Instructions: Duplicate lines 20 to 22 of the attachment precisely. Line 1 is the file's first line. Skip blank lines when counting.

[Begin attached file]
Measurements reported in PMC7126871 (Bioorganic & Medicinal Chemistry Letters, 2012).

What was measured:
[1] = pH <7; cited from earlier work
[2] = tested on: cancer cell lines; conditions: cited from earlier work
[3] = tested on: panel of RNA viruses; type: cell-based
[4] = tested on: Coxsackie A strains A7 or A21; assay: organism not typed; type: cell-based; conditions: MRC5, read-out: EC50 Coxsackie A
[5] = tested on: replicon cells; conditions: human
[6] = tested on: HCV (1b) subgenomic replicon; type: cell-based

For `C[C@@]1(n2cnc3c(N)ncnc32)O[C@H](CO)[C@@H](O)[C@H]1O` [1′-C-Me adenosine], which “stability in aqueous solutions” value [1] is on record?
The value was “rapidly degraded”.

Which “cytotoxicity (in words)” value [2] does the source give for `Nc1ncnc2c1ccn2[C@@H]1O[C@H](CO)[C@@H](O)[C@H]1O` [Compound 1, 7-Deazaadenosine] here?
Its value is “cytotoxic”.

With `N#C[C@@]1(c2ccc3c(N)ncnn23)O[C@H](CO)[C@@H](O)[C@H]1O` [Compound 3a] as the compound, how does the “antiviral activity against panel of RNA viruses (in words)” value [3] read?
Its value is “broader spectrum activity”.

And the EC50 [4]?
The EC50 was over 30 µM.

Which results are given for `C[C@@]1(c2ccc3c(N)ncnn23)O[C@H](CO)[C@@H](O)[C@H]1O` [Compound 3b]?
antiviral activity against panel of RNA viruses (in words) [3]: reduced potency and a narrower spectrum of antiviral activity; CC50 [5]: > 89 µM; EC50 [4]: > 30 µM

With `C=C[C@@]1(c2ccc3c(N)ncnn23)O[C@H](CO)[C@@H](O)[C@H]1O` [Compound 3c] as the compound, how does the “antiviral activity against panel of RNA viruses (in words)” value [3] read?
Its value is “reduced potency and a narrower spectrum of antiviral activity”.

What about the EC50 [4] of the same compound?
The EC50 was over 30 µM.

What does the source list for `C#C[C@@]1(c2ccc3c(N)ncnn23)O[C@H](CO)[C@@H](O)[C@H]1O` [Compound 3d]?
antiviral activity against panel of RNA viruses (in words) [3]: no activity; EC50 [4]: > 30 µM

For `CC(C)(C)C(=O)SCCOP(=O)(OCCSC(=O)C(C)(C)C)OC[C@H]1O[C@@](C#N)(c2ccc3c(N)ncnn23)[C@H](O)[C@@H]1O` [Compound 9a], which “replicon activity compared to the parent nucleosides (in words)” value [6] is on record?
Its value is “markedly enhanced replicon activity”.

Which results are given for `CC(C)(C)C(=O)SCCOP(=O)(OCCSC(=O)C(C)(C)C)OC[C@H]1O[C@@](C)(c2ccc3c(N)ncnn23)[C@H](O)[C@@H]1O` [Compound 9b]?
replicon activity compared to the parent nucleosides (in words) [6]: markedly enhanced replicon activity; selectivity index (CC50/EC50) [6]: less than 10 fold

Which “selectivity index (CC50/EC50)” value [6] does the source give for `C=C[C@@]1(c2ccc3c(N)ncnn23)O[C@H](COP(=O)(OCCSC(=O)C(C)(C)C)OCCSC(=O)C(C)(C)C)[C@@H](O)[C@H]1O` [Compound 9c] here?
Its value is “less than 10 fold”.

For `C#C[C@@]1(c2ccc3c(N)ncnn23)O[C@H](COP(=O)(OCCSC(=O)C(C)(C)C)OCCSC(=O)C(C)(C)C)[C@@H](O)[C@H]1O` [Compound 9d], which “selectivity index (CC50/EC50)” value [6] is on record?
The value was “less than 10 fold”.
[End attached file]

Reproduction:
Its value is “reduced potency and a narrower spectrum of antiviral activity”.

What about the EC50 [4] of the same compound?
The EC50 was over 30 µM.